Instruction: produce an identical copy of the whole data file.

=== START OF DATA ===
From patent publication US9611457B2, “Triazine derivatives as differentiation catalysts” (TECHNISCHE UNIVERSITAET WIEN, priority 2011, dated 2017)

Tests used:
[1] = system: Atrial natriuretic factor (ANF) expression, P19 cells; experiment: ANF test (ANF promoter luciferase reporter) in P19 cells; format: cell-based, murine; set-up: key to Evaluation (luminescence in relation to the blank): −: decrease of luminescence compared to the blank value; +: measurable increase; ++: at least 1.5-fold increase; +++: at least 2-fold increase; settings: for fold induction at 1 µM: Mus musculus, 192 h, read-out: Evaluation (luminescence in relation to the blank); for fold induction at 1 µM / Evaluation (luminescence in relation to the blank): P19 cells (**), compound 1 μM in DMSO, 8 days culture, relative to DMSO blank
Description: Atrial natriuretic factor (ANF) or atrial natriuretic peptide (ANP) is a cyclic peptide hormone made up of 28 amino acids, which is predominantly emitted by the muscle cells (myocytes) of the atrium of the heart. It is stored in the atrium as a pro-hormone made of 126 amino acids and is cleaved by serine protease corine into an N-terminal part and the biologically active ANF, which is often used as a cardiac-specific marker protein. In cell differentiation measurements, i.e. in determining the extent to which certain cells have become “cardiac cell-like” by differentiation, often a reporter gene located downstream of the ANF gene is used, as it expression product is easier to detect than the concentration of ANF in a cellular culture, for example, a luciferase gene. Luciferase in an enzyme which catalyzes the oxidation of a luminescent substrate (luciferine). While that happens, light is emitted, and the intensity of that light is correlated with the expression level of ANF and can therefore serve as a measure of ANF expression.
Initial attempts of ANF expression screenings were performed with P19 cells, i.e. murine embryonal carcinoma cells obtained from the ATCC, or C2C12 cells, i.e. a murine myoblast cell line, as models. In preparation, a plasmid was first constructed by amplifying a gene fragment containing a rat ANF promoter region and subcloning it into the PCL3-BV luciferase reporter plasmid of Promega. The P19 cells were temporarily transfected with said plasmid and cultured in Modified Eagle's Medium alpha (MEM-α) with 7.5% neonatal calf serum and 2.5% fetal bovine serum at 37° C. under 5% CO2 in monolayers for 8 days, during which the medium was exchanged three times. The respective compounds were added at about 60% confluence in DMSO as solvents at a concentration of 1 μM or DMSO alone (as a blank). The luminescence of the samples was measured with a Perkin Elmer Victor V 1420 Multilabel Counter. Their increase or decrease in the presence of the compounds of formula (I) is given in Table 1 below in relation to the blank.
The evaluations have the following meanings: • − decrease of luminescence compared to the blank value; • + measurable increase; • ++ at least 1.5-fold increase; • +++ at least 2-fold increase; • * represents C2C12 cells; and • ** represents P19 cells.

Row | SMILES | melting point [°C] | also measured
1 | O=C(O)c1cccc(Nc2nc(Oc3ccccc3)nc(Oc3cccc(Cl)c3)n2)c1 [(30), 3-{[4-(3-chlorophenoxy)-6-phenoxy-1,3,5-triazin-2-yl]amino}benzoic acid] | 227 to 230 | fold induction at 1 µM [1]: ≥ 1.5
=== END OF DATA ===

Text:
From patent publication US9611457B2, “Triazine derivatives as differentiation catalysts” (TECHNISCHE UNIVERSITAET WIEN, priority 2011, dated 2017)

Tests used:
[1] = system: Atrial natriuretic factor (ANF) expression, P19 cells; experiment: ANF test (ANF promoter luciferase reporter) in P19 cells; format: cell-based, murine; set-up: key to Evaluation (luminescence in relation to the blank): −: decrease of luminescence compared to the blank value; +: measurable increase; ++: at least 1.5-fold increase; +++: at least 2-fold increase; settings: for fold induction at 1 µM: Mus musculus, 192 h, read-out: Evaluation (luminescence in relation to the blank); for fold induction at 1 µM / Evaluation (luminescence in relation to the blank): P19 cells (**), compound 1 μM in DMSO, 8 days culture, relative to DMSO blank
Description: Atrial natriuretic factor (ANF) or atrial natriuretic peptide (ANP) is a cyclic peptide hormone made up of 28 amino acids, which is predominantly emitted by the muscle cells (myocytes) of the atrium of the heart. It is stored in the atrium as a pro-hormone made of 126 amino acids and is cleaved by serine protease corine into an N-terminal part and the biologically active ANF, which is often used as a cardiac-specific marker protein. In cell differentiation measurements, i.e. in determining the extent to which certain cells have become “cardiac cell-like” by differentiation, often a reporter gene located downstream of the ANF gene is used, as it expression product is easier to detect than the concentration of ANF in a cellular culture, for example, a luciferase gene. Luciferase in an enzyme which catalyzes the oxidation of a luminescent substrate (luciferine). While that happens, light is emitted, and the intensity of that light is correlated with the expression level of ANF and can therefore serve as a measure of ANF expression.
Initial attempts of ANF expression screenings were performed with P19 cells, i.e. murine embryonal carcinoma cells obtained from the ATCC, or C2C12 cells, i.e. a murine myoblast cell line, as models. In preparation, a plasmid was first constructed by amplifying a gene fragment containing a rat ANF promoter region and subcloning it into the PCL3-BV luciferase reporter plasmid of Promega. The P19 cells were temporarily transfected with said plasmid and cultured in Modified Eagle's Medium alpha (MEM-α) with 7.5% neonatal calf serum and 2.5% fetal bovine serum at 37° C. under 5% CO2 in monolayers for 8 days, during which the medium was exchanged three times. The respective compounds were added at about 60% confluence in DMSO as solvents at a concentration of 1 μM or DMSO alone (as a blank). The luminescence of the samples was measured with a Perkin Elmer Victor V 1420 Multilabel Counter. Their increase or decrease in the presence of the compounds of formula (I) is given in Table 1 below in relation to the blank.
The evaluations have the following meanings: • − decrease of luminescence compared to the blank value; • + measurable increase; • ++ at least 1.5-fold increase; • +++ at least 2-fold increase; • * represents C2C12 cells; and • ** represents P19 cells.

Row | SMILES | melting point [°C] | also measured
1 | O=C(O)c1cccc(Nc2nc(Oc3ccccc3)nc(Oc3cccc(Cl)c3)n2)c1 [(30), 3-{[4-(3-chlorophenoxy)-6-phenoxy-1,3,5-triazin-2-yl]amino}benzoic acid] | 227 to 230 | fold induction at 1 µM [1]: ≥ 1.5